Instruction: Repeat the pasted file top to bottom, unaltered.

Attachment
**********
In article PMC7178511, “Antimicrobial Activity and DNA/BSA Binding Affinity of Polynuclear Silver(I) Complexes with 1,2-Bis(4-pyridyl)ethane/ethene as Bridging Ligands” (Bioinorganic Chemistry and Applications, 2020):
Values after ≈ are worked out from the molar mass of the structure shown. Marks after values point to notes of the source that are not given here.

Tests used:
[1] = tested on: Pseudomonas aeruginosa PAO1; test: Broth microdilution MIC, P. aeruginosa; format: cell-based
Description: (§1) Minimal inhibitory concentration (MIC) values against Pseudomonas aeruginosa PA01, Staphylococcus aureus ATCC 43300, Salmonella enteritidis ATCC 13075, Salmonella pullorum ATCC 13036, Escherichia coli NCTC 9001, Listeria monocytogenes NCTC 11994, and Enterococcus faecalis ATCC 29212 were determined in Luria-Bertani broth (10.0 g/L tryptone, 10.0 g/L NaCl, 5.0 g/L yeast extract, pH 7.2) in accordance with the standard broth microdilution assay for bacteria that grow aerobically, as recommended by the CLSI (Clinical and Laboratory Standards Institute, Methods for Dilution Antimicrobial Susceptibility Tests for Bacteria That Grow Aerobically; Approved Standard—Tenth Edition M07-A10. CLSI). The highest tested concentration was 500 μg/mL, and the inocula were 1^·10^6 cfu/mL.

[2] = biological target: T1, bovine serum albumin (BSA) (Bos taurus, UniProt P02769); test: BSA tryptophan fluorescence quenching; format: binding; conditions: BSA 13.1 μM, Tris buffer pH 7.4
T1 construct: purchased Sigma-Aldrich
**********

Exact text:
In article PMC7178511, “Antimicrobial Activity and DNA/BSA Binding Affinity of Polynuclear Silver(I) Complexes with 1,2-Bis(4-pyridyl)ethane/ethene as Bridging Ligands” (Bioinorganic Chemistry and Applications, 2020):
Values after ≈ are worked out from the molar mass of the structure shown. Marks after values point to notes of the source that are not given here.

Tests used:
[1] = tested on: Pseudomonas aeruginosa PAO1; test: Broth microdilution MIC, P. aeruginosa; format: cell-based
Description: (§1) Minimal inhibitory concentration (MIC) values against Pseudomonas aeruginosa PA01, Staphylococcus aureus ATCC 43300, Salmonella enteritidis ATCC 13075, Salmonella pullorum ATCC 13036, Escherichia coli NCTC 9001, Listeria monocytogenes NCTC 11994, and Enterococcus faecalis ATCC 29212 were determined in Luria-Bertani broth (10.0 g/L tryptone, 10.0 g/L NaCl, 5.0 g/L yeast extract, pH 7.2) in accordance with the standard broth microdilution assay for bacteria that grow aerobically, as recommended by the CLSI (Clinical and Laboratory Standards Institute, Methods for Dilution Antimicrobial Susceptibility Tests for Bacteria That Grow Aerobically; Approved Standard—Tenth Edition M07-A10. CLSI). The highest tested concentration was 500 μg/mL, and the inocula were 1^·10^6 cfu/mL.

[2] = biological target: T1, bovine serum albumin (BSA) (Bos taurus, UniProt P02769); test: BSA tryptophan fluorescence quenching; format: binding; conditions: BSA 13.1 μM, Tris buffer pH 7.4
T1 construct: purchased Sigma-Aldrich